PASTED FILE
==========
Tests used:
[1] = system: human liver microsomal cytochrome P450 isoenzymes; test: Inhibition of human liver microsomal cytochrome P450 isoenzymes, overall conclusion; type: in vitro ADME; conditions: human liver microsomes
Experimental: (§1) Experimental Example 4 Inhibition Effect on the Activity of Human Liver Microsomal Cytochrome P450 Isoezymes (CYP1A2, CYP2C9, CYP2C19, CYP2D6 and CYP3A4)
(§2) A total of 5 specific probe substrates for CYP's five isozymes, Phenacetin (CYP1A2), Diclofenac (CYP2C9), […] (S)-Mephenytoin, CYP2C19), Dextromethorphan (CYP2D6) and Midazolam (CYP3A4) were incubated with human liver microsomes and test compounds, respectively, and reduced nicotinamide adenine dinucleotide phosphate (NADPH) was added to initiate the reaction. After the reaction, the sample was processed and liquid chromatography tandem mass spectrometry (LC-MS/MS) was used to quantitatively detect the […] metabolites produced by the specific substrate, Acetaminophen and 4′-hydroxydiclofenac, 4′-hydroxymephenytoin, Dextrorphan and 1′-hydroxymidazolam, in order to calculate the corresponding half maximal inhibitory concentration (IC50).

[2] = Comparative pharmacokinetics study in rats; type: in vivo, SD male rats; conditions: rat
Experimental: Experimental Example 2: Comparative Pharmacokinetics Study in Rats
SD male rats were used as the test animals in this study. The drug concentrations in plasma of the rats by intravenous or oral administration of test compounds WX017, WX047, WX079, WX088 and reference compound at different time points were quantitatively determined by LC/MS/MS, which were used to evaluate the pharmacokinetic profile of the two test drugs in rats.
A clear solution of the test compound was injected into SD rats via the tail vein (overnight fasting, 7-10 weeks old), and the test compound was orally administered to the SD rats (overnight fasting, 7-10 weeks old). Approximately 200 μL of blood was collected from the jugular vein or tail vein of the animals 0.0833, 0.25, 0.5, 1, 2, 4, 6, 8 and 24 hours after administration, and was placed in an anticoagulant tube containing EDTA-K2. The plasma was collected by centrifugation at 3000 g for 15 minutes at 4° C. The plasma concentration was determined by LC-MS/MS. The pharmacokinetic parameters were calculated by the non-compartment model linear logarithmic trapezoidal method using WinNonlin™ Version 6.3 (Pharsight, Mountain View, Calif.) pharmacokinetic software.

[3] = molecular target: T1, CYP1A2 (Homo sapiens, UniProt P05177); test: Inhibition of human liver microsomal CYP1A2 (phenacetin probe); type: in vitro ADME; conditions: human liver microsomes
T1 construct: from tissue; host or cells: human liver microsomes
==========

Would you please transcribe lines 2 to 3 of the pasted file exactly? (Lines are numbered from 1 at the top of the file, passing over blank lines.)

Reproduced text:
[1] = system: human liver microsomal cytochrome P450 isoenzymes; test: Inhibition of human liver microsomal cytochrome P450 isoenzymes, overall conclusion; type: in vitro ADME; conditions: human liver microsomes
Experimental: (§1) Experimental Example 4 Inhibition Effect on the Activity of Human Liver Microsomal Cytochrome P450 Isoezymes (CYP1A2, CYP2C9, CYP2C19, CYP2D6 and CYP3A4)